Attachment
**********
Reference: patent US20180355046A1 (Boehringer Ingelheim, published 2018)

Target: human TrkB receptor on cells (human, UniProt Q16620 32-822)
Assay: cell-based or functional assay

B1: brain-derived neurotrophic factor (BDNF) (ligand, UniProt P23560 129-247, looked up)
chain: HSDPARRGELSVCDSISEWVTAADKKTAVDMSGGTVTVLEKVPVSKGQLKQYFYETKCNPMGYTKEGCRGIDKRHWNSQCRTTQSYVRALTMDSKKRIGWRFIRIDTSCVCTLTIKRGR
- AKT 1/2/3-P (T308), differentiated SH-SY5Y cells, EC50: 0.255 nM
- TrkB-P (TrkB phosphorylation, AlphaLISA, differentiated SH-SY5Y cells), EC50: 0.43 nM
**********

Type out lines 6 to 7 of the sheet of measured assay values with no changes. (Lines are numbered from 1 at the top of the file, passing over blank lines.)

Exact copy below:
- AKT 1/2/3-P (T308), differentiated SH-SY5Y cells, EC50: 0.255 nM
- TrkB-P (TrkB phosphorylation, AlphaLISA, differentiated SH-SY5Y cells), EC50: 0.43 nM